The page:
Cautious Optimism

Tejas Dessai, research analyst at Global X, said that the firm remains highly optimistic about the trajectory of AI, despite potential challenges on the economic horizon. There are two reasons why.

First, despite concerns about a recession, consensus projections for the second half of the year expect meaningful corporate earnings growth. Second, there is rapid innovation emerging from the AI space as well as a flurry of applications emerging across the board. 

“Overall, we believe the rally we’ve seen has plenty of legs still. So far, we’ve seen Big Tech lead the markets, but the smaller tech names are very well positioned for upside surprises in the coming days. Markets will be watching closely for clues in the second quarter earnings, which are due in the coming weeks,” said Dessai. 

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Dessai added that while investment opportunities presented by AI are vast, the fact of the matter is that the technology is still in its early stages. A passive approach to investing through exchange-traded funds (ETFs) is really the ideal way to gain exposure to these “paradigm-shifting mega-trends.”

A Potential Bubble Is Coming

Jason Mountford, stock market analyst at investment platform, said that while AI remains the darling of the tech and investing world, that wave most likely has a limited time to ride.

Mountford added that as with most new technology, the hype is likely to form into a bubble, which will burst and other advancements and uses of AI — of which there are many — will continue at a more sustainable pace. 

“So we could see some significant gains still to come, though I wouldn’t be surprised if this results in a correction at some point which sees a large portion of these returns given up,” said Mountford. 

Mountford added that the current trend could only be broken by some sort of economic or geopolitical event. A recession could very much be a catalyst that sees investors shift out of their speculative positions, which could lead to significant correction.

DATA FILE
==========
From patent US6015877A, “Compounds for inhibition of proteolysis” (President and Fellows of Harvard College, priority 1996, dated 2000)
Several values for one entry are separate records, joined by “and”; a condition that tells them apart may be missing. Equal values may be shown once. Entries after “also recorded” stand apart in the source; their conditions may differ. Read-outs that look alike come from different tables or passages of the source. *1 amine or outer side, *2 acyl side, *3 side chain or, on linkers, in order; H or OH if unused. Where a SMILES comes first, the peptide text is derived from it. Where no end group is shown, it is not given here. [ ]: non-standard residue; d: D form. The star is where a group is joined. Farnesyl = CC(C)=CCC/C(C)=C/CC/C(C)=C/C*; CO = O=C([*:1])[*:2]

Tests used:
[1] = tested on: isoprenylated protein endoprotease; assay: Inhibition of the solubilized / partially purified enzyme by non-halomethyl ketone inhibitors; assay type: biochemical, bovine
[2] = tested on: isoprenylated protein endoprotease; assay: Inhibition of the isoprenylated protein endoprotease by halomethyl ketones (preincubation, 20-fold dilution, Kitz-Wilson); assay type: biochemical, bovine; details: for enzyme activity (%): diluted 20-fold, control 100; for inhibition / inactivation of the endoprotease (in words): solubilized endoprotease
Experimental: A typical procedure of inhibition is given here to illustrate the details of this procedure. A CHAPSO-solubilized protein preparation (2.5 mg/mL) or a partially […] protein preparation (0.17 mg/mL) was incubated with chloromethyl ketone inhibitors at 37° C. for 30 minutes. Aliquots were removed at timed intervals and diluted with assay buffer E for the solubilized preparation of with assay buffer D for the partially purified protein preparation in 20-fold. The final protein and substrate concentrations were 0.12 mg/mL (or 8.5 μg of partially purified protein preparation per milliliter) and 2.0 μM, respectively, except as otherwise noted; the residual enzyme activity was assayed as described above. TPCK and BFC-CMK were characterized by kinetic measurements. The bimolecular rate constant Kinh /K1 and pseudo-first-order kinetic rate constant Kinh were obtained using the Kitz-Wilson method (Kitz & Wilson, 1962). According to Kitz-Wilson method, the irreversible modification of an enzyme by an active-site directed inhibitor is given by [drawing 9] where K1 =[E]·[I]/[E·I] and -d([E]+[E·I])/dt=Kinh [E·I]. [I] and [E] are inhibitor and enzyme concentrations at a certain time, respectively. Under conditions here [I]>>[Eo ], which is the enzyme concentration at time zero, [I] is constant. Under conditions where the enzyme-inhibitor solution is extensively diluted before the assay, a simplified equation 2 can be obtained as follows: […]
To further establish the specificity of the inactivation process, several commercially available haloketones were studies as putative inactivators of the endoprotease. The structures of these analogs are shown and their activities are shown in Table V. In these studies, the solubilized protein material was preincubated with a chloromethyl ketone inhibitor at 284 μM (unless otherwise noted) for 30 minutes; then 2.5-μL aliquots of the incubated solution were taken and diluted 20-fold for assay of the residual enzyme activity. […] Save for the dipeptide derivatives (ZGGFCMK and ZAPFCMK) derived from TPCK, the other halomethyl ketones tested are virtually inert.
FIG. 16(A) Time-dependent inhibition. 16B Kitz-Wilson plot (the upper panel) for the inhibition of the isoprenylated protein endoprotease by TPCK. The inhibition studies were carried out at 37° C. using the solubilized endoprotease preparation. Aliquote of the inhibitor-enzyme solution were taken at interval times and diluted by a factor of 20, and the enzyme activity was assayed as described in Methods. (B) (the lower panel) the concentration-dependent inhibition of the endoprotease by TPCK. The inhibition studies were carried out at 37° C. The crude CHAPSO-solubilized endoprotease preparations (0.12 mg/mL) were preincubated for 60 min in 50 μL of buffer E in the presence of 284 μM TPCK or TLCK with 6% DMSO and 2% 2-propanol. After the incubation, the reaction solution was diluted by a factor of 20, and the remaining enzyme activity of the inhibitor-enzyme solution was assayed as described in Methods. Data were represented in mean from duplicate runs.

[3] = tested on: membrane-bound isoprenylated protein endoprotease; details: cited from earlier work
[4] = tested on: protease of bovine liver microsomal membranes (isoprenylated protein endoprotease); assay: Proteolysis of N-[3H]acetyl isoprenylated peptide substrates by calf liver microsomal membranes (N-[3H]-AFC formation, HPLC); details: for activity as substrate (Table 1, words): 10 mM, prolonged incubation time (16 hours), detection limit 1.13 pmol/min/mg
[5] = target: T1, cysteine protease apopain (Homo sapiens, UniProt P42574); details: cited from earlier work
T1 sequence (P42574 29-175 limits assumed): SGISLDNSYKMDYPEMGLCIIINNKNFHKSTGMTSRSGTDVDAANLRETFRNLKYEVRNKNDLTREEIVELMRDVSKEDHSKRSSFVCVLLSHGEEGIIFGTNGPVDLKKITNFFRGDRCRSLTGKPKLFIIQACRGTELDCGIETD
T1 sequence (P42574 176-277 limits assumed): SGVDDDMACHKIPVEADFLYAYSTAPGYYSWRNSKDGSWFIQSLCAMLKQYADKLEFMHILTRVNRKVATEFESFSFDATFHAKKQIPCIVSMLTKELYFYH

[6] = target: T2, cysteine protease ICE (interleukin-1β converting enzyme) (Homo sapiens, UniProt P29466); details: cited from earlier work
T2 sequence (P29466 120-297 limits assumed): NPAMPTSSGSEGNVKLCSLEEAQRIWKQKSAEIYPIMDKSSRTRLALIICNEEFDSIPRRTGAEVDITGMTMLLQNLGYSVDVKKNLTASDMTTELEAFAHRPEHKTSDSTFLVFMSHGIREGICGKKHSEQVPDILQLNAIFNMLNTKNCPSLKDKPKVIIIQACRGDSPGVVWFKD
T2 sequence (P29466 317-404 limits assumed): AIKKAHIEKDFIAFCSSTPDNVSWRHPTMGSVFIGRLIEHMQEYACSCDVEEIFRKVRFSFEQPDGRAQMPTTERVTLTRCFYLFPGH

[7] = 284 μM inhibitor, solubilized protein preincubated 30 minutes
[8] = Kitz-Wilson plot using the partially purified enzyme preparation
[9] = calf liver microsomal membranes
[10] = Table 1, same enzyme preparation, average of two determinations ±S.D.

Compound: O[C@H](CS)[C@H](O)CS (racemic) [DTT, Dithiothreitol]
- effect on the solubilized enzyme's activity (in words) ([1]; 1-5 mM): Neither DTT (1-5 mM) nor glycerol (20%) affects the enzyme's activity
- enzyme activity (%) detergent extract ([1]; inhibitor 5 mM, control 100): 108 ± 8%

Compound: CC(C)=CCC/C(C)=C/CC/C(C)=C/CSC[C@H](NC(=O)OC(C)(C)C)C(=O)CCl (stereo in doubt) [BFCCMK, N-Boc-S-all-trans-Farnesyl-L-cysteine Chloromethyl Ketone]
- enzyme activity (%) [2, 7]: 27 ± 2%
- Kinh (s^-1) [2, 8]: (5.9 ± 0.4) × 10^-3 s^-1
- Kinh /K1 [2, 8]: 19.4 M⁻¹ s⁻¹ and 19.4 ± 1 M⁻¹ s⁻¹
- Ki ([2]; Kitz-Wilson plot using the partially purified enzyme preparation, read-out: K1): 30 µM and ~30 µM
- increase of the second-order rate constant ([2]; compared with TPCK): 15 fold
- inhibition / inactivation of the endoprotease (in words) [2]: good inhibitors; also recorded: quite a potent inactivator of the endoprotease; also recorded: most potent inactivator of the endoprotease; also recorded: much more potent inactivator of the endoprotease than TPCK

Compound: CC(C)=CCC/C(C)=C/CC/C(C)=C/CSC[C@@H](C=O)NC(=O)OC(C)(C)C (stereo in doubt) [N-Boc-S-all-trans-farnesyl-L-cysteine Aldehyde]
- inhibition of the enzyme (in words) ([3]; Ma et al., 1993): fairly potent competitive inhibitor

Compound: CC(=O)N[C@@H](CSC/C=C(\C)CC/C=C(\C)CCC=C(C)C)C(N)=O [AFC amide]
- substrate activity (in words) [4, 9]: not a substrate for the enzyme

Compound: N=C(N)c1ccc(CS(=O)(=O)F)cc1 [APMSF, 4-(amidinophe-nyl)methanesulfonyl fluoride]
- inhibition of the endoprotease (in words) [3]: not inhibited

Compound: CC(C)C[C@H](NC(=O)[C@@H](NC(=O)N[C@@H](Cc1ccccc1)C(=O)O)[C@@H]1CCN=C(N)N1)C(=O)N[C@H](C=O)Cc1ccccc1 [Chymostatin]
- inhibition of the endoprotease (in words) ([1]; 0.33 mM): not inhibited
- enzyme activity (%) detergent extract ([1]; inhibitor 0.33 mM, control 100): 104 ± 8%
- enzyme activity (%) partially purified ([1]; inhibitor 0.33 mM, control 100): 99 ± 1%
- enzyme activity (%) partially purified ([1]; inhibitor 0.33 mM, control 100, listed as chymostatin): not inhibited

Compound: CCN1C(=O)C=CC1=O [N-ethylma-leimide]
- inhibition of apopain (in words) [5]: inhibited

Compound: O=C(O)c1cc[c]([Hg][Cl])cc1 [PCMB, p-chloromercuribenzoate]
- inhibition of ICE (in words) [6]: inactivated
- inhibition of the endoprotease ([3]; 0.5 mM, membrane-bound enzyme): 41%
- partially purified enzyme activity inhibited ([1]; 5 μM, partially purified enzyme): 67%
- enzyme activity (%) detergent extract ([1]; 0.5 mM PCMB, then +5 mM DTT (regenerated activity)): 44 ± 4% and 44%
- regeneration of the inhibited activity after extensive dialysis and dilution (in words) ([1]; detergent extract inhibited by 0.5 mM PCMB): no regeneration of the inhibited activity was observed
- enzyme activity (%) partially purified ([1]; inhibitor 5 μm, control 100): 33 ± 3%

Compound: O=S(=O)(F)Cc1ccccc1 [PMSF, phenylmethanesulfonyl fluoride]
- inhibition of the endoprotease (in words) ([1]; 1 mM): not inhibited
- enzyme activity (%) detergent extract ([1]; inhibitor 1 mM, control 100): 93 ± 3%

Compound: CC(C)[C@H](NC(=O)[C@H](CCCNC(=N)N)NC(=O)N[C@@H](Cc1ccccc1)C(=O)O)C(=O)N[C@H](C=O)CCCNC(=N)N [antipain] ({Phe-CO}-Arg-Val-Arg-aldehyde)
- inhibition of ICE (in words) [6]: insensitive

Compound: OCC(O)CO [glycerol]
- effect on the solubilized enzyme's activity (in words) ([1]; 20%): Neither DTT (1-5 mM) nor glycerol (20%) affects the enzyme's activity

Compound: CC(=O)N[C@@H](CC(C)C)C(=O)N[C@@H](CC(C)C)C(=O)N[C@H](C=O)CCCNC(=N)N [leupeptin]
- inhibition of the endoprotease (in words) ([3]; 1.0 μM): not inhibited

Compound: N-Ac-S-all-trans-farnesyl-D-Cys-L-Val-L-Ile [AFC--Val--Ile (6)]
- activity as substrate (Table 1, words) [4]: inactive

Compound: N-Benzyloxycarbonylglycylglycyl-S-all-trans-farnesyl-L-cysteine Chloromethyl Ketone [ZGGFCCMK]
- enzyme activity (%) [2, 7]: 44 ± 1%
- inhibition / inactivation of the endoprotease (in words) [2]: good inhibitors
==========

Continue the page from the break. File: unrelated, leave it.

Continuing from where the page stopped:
“The challenge for investors is that there’s really no way to know whether this up cycle will last weeks, months or years,” he added, recommending that staying invested for the long term in a diversified mix of assets is always the best option.

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AI Gold Rush: The Start of a New Tech Bull Market

One of the most bullish tech analysts, Wedbush Securities‘ Dan Ives, said in a clients’ note that the AI craze is not hype. Instead, he calls it the “4th Industrial revolution” that is playing out across the tech sector, likening it to the “1995 Internet Moment.”

“Many will benefit in this AI Arms Race. With Microsoft a clear market leader in the AI race along with Nvidia, this battle will be a long one over the next decade as we expect other technology companies besides Google, such as Oracle, Amazon, Salesforce, Palantir, MongoDB, Apple, IBM, Meta, Adobe, Snowflake, and other tech stalwarts along with smaller players in the industry, to collectively spend tens of billions in this AI arms race over the coming years,” he wrote.

Ives wrote that while the sentiment around tech stocks was extremely negative with a cloudy macroeconomic landscape coming into 2023, tech stocks led by AI have seen the opposite.

“AI has changed the tech world and investor sentiment with this transformational technology is an ‘Internet Moment’ in our opinion,” Ives said.

Ives added that tech stocks will be heating up in the second half of the year. He said, “Heading into the second half of 2023 we see a much broader tech rally ahead as investors further digest the ramifications of this $800 billion AI spending wave on the horizon and what this means for the software, chip, hardware and tech ecosystem over the next year.”

“We believe overall the tech sector will be up another 12%-15% in the second half of this year led by software and the chip sector with Big Tech remaining the ‘torch bearer’ for this tech rally continuing to heat up,” he wrote. “While bears will continue to fret about tech valuations and the uncertain macro backdrop, we believe this ultimately is the start of a new tech bull market we see heading into 2024 being driven by this AI revolution coupled with a stabilizing IT spending environment.”